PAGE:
Super-Ego’s co-founder made it clear that the game was “easy to learn,” and “about character and story,” noting that it’s “mostly about talking to people, figuring out how to get ahead in an organization.” He also reassured me that there was definitely replay value, and suggested that “the average user will play it twice,” because “if you complete the game in a standard way, you’ll see 50 – 60 % of all the lines of the game.” As an added bonus, he said that “there are some mini games – 9 or 10 in the first episode.” He also gave me a quick preview of the first two episodes, saying that in episode one there’s a doll that tries to kill you and a crazy monkey, and episode two has an obnoxious movie star that hits on the boss’s daughter.

Rat Race

I wasn’t able to procure an exact launch date or pricing for “Rat Race,” as I was told that the game is currently at the will of Sony’s certification process, and they were still tossing around ideas for prices ranging from $5 to $9.95 per episode, with nothing finalized at this point. Lasater also pointed out that each episode should offer completionists three to three and a half hours to get through, and fans of the game should expect a new episode every month or two. The whole season of “Rat Race” is presently slotted to run six episodes, which was scaled back from originally eight, but, again, user response could warrant change.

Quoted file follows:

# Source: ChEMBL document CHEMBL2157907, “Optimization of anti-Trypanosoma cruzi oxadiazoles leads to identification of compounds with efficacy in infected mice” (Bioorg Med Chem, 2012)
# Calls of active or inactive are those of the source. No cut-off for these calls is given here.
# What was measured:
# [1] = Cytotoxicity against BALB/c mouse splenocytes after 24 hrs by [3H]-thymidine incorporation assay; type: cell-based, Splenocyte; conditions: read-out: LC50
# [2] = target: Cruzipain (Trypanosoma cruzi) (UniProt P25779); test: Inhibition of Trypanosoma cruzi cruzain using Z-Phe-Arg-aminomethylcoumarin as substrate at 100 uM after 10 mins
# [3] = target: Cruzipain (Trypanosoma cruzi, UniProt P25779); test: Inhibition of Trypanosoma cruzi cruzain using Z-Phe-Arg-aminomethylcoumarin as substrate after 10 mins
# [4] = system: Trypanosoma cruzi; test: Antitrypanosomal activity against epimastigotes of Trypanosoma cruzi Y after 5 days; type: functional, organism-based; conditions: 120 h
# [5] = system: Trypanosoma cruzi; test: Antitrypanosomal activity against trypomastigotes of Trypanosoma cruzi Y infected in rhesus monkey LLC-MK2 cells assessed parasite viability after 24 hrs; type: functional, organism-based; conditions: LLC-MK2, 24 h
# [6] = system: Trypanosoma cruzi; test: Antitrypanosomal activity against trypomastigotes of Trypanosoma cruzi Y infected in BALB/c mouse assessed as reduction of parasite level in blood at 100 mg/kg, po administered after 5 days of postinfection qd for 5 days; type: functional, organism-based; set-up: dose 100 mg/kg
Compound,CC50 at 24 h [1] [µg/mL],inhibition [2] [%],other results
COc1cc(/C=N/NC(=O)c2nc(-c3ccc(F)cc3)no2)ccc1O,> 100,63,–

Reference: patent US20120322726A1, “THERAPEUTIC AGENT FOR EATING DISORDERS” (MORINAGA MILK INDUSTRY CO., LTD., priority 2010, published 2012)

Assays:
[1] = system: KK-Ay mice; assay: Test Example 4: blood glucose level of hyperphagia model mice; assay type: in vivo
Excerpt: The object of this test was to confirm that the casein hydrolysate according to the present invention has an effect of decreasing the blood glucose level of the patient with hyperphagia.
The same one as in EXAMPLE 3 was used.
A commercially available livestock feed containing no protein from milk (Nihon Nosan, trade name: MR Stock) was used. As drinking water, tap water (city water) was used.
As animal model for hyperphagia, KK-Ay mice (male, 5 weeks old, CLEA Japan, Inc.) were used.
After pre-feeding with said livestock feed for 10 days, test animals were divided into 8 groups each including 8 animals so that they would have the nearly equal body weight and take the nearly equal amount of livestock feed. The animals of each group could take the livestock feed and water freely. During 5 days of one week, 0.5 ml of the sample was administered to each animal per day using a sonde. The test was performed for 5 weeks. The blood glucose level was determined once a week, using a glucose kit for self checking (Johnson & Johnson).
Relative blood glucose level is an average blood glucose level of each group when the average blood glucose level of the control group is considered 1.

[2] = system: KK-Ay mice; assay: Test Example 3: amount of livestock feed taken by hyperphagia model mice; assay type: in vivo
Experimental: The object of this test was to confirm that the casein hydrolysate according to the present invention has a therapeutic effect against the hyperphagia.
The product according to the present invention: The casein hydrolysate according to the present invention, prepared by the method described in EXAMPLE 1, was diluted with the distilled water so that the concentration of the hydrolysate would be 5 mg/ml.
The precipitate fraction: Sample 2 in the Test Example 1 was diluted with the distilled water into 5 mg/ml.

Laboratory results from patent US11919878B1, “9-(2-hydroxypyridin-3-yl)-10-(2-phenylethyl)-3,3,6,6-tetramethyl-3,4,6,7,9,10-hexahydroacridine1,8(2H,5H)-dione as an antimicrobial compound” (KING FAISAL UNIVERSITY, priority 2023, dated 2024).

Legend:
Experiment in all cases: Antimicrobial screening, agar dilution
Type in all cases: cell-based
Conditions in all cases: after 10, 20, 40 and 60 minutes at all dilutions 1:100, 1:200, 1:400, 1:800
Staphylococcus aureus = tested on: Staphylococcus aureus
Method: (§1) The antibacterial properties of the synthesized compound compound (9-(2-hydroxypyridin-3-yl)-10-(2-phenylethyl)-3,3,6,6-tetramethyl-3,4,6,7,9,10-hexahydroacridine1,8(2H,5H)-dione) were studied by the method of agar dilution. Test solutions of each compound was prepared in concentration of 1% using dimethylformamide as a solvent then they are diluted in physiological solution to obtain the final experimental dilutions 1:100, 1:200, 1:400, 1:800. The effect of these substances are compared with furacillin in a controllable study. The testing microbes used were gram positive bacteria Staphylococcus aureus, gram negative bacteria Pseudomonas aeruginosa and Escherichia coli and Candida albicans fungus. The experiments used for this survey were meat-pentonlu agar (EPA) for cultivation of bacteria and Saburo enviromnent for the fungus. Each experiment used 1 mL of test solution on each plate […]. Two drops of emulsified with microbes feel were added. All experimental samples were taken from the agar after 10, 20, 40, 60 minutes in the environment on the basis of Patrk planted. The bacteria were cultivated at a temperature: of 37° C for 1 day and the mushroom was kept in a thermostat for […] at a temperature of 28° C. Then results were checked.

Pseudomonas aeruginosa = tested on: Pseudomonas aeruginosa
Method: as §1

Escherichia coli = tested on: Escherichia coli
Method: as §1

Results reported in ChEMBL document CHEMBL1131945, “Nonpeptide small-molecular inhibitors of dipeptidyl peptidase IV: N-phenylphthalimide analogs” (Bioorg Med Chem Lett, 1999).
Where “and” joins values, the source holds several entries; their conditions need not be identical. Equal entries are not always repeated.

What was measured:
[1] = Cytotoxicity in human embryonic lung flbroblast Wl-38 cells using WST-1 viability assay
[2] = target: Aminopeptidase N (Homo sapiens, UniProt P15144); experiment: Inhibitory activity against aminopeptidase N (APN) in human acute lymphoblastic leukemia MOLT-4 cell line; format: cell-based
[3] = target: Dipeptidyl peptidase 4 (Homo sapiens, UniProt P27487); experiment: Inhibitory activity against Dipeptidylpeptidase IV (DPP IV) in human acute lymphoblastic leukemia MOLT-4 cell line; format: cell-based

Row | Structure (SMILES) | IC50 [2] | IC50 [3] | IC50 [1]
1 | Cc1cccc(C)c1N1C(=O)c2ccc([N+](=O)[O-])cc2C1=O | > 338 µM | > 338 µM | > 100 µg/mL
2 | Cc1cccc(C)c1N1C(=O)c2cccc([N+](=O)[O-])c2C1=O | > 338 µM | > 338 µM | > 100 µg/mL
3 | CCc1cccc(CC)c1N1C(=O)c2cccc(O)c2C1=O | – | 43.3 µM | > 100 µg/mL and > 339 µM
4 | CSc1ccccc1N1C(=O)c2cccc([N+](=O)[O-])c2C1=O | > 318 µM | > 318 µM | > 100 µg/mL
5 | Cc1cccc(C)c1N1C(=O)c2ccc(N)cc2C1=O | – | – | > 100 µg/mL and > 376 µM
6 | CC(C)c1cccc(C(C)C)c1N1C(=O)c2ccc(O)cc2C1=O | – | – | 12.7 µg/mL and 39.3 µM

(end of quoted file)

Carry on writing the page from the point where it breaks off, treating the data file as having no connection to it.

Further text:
In addition to all the other changes that the game has seen, I was also told that since “Rat Race” is no longer a Sony first party title, it could see release on other consoles (a PC release has always been planned) with the Xbox 360 being the easiest port, citing that it would only take one to two man-months to complete. Lasater told me that, “Some people inside Microsoft know about ‘Rat Race’ and like it.” However, there doesn’t appear to be any immediate plans for the game on the system. He also didn’t write off the idea of bringing the game to the Wii, but said that it would be much more difficult, given the restrictions of the console – particularly the size aspect, since “Rat Race” is a sizable download.

In the end, Lasater sounded hopeful, amid a common developer complaint about how developing for the PS3 in the early days was extremely difficult he said, “I just hope ‘Rat Race’ gets out there, and has its moment in the sun, where it can be at least picked apart and discussed. It’s worthy. It’s coherent. It’s a pretty good little game.”

With the first two episodes of “Rat Race” finished (pending revisions), and submitted to Sony, and solid progress made on episodes three and four Super-Ego has already started to look towards the future and have started developing their next game, what Lasater referred to as a flash-based “Ancient Future MMO.” More news on that to come. In the meantime, keep an eye out for “Rat Race” to hit Sony’s PSN sooner rather than never.

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5 Responses to “PS3 Episodic Comedy ‘Rat Race’ Comes Back From The Dead”